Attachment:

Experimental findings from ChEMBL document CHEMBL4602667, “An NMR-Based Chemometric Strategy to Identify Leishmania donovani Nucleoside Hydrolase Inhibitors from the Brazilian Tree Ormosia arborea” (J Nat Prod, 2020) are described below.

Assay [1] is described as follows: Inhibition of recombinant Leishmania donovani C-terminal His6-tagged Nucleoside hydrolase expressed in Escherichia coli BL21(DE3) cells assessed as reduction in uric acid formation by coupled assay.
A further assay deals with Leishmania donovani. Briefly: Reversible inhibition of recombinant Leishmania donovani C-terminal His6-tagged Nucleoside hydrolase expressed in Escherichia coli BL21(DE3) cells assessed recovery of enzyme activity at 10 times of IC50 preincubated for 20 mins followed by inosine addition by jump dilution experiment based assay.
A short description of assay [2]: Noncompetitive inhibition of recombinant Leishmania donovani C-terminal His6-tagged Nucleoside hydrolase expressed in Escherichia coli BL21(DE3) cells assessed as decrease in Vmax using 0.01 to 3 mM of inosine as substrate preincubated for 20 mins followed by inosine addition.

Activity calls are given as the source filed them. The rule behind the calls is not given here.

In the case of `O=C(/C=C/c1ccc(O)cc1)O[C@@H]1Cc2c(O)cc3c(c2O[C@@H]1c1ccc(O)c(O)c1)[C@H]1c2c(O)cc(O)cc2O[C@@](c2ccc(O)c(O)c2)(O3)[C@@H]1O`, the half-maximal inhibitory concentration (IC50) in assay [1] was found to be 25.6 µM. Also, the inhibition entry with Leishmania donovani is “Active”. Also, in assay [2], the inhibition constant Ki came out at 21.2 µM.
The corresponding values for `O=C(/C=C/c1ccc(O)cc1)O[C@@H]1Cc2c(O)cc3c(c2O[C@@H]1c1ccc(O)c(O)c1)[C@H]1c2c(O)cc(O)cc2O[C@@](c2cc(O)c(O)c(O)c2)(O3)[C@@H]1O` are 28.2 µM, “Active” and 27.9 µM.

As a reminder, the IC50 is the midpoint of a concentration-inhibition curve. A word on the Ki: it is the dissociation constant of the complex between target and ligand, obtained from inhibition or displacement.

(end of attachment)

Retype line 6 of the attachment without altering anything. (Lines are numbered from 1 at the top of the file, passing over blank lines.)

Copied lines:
In the case of `O=C(/C=C/c1ccc(O)cc1)O[C@@H]1Cc2c(O)cc3c(c2O[C@@H]1c1ccc(O)c(O)c1)[C@H]1c2c(O)cc(O)cc2O[C@@](c2ccc(O)c(O)c2)(O3)[C@@H]1O`, the half-maximal inhibitory concentration (IC50) in assay [1] was found to be 25.6 µM. Also, the inhibition entry with Leishmania donovani is “Active”. Also, in assay [2], the inhibition constant Ki came out at 21.2 µM.